Lakin Ogunbanwo

WHATIFTHEWORLD | Cape Town
1 Argyle Street, Corner of Argyle & Albert Road, Woodstock
December 5, 2015–January 23, 2016

Lakin Ogunbanwo, Uncover, 2015, archival ink-jet print, 47 x 31".

The subject of Nigerian photographer Lakin Ogunbanwo’s debut South African solo exhibition, “Are We Good Enough,” is the brightly colored and sometimes intricately embroidered headwear favored by his male countrymen. Of his ten head-and-shoulder portraits here, nine show a shirtless model from the back. The photographer’s sitter alternates between modeling the snug, rounded caps associated with Igbo and Hausa ethnic groups and the floppy aso-oke fabric hats worn by Yoruba men. A portrait of a brimless red cap typically worn by Igbo men is titled Untitled (Red Hat) (all works 2015), while one front and one rear portrait of the same golden-yellow Yoruba cap are titled Here and Now and Uncover, respectively.

The ostensible function of this series is to highlight ethnic identity through a fashionable adornment, although Ogunbanwo, who works as a fashion and editorial portraitist in Lagos, is also clearly interested in how fashion functions as a marker of urban manners and dandyism. The tension between the anthropological purpose of his studio portraits and the vivid material qualities of the caps themselves lend this journeyman’s project a measure of intrigue.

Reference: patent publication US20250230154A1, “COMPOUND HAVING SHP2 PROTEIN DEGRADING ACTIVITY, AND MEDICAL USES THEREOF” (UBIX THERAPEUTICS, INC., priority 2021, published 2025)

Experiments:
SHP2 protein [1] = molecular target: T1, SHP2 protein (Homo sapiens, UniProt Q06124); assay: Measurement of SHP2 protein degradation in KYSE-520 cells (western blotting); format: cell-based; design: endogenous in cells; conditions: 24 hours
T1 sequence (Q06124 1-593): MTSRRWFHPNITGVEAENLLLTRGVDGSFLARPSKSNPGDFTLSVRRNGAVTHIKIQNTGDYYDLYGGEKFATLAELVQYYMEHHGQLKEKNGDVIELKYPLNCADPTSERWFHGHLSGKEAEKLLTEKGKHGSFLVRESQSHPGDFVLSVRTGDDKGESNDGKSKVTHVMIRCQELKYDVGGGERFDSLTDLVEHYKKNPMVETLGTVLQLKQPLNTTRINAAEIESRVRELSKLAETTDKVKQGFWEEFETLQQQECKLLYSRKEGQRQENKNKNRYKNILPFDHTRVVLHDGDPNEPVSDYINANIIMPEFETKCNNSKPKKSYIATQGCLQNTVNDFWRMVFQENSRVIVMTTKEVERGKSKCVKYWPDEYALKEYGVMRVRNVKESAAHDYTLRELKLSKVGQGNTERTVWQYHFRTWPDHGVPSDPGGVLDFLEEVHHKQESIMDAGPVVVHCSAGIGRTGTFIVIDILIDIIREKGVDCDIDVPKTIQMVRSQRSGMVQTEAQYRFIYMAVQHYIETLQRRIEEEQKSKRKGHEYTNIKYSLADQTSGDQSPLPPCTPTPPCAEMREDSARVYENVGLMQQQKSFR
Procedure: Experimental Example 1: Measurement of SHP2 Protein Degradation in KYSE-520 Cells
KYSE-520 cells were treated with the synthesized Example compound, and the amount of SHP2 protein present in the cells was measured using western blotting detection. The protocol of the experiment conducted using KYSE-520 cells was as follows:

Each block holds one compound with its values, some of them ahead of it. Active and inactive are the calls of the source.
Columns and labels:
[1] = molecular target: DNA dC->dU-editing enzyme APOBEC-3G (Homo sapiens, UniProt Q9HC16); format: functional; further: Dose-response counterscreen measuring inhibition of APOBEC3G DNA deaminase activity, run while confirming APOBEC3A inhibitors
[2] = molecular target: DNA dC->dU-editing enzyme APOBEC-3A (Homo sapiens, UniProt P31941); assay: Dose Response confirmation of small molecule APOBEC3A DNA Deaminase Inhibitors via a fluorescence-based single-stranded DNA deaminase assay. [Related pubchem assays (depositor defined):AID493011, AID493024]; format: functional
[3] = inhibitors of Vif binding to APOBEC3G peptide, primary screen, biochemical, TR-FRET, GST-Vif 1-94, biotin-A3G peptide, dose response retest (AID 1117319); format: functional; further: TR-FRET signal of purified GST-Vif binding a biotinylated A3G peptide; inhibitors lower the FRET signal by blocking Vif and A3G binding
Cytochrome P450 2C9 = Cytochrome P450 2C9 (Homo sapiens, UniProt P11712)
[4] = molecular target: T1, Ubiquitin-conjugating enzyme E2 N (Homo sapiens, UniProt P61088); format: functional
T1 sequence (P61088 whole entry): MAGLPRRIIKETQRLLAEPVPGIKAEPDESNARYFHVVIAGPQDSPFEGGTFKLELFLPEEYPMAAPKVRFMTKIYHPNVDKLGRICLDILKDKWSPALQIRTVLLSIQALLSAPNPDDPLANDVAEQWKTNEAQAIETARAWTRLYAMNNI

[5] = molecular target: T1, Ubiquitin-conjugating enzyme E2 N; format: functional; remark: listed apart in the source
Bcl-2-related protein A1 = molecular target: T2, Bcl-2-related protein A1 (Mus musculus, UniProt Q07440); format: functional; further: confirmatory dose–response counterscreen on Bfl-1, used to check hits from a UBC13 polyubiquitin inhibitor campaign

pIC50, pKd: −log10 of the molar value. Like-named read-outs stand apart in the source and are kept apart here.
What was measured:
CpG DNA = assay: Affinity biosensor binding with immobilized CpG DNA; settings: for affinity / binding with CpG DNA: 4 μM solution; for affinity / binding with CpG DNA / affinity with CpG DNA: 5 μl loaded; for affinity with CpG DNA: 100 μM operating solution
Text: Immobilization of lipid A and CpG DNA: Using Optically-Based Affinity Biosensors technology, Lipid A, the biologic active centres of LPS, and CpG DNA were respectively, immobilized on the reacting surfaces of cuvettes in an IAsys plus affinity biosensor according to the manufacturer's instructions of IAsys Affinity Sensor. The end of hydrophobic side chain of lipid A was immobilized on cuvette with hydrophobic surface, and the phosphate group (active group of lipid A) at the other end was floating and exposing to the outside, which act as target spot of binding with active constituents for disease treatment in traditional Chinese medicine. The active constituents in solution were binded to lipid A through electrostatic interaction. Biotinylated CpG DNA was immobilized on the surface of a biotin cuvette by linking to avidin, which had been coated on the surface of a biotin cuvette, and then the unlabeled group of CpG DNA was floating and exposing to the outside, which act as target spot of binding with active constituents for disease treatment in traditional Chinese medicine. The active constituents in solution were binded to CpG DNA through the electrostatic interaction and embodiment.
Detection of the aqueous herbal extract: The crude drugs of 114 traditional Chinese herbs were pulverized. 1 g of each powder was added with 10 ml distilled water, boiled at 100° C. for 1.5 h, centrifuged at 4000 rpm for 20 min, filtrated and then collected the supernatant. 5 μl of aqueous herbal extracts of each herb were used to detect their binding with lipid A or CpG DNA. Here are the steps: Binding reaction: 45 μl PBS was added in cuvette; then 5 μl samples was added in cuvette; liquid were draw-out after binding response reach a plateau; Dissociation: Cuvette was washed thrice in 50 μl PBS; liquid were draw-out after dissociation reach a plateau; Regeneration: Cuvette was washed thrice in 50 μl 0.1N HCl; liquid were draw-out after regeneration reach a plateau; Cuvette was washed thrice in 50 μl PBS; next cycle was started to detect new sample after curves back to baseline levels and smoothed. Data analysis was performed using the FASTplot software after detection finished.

Ogunbanwo is only twenty-eight, a decade younger than Lagosian portraitist J. D. ‘Okhai Ojeikere was in 1968 when he began his career-defining project of photographing Nigerian women, often from the side and rear, to showcase their elaborate hairdos. Ogunbanwo has clearly paid attention to his illustrious predecessor, but the real point of connection is their common understanding of the camera’s ability to analyze variance through comparison. The history of photography is chock-full of such comparative projects systematically recording sameness and difference. While Ogunbanwo’s portrait series may not represent a fillip to this history, it does convey his understanding of how this process requires subordinating creative flair to something approaching a disciplining bureaucracy.

Sean O’Toole